So the biggest learning curve with jumping into GIT is the intended workflow.  Lets take a quick look at how one should use GIT when working on a group project.  This workflow maximizes modularity of your code additions and minimizes the downtime created by conflicts.  To get you thinking while you are reading.  Typical branching usage is to have each developer work in their own branch.

First some terminology:

  • master branch –  This is essentially your trunk in SVN.  This is the main working branch in SVN.
  • local commit – In GIT everything you commit is local until you push.
  • remote push – Since all your commits are local, they need to be pushed to the remote server.
  • checkout – In GIT this refers to checking out a branch, the entire repository is morphed into a branch when you perform a checkout.
Now the intended workflow:
  1. Clone the repository, URL is often provided.
    git clone
  2. Create a branch for you to work in.
    git checkout -b experimentalBranch
  3. Do some work!
  4. Commit your work.
    git commit -a
  5. Push your branch to the remote server (optional!), required if you want to get your branch from another machine.
    git push origin experimentalBranch
  6.  You have completed your bug fix lets say, time to merge your changes into the master branch.  First we have to checkout the master branch.
    git checkout master
  7. Make sure we have an updated master branch.
    git pull
  8. Time to merge your branch into master, this is the conflict resolution step.
    git merge experimentalBranch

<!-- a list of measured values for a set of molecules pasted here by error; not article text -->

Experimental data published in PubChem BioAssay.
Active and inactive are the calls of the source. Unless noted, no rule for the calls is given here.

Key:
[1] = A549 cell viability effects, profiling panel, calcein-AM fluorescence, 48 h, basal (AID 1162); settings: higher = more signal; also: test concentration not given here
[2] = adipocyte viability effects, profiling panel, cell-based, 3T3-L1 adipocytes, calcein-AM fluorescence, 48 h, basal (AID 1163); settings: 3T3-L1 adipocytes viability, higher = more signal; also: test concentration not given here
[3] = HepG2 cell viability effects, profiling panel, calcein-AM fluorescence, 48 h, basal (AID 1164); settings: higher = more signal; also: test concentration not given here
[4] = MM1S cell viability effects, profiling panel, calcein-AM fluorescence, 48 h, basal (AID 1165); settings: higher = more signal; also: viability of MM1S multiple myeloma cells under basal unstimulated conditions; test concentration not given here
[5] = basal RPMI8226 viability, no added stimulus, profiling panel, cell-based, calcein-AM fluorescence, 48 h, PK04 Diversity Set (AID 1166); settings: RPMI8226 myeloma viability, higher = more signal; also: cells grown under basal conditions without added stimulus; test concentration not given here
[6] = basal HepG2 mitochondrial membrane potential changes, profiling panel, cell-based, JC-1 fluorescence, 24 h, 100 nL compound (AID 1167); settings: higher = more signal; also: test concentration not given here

9. If all went well, push the updated master branch to the remote repo
    git push
 Now what if we are working on our experimental branch and some very important bugs are fixed and pushed into master.  These changes will directly impact your work.  It might be easier at this point to merge master into your branch so you can get the updates and keep working.
  1. Make sure you are on your branch.
    git checkout experimentalBranch
  2. Merge master into your branch
    git merge master


Android SurfNet Workshop

Over the past year I was on the intern team for a Canadian research network called SurfNet.  SurfNet primarily concerns itself with interactive surfaces and things you can touch like a touch table or SMART boards.  The intern team gets projects submitted to them by professors that are part of the research network.  It was fun to work on the intern team but unfortunately it was not a lot of team work.  The majority of the projects came from my local university and I worked alone.  Even after finishing with them September 1, 2011 they are still keeping me on the payroll to work unofficially for them.  They wish to put the entire team on a project I have been working on over the past few months.

Every year they hold a conference and gather all the people involved in SurfNet.  This year it was held in Calgary, Alberta at the University of Calgary.  Excellent establishment, great people and an all around fun time.  This year they offered students to submit ideas for workshops.  I decided to submit a workshop on Android development.  Albeit not to related to SurfNet it is still an interactive surface and almost everyone is beginning to pick up on Android as the best way to developer quick research projects targeting mobile devices.  So I gave a 1.5hr talk on Android and it generated some pretty good interest. Here are the slides purely for interests sake.

Presentation Download